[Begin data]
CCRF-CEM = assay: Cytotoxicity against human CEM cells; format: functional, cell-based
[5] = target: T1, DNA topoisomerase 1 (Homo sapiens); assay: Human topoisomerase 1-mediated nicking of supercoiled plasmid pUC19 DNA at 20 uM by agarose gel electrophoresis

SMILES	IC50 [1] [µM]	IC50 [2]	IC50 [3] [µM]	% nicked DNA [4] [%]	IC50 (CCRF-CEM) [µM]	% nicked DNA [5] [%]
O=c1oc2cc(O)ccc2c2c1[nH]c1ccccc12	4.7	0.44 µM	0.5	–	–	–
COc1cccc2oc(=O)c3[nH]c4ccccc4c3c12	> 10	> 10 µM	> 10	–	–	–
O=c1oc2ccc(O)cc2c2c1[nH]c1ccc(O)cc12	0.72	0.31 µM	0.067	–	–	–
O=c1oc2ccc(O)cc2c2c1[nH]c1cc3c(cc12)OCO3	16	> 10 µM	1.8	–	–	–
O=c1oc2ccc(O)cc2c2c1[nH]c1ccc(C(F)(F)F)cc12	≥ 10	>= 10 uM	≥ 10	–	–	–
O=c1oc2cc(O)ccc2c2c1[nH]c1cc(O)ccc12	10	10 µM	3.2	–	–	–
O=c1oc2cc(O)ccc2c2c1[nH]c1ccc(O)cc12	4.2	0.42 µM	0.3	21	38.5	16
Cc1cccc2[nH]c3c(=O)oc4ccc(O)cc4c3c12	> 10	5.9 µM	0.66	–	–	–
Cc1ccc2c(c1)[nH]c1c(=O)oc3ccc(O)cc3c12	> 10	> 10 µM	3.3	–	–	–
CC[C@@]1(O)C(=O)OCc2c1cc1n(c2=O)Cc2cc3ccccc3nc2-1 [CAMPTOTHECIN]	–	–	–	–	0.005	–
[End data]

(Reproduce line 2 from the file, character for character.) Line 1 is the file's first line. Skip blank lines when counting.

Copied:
[5] = target: T1, DNA topoisomerase 1 (Homo sapiens); assay: Human topoisomerase 1-mediated nicking of supercoiled plasmid pUC19 DNA at 20 uM by agarose gel electrophoresis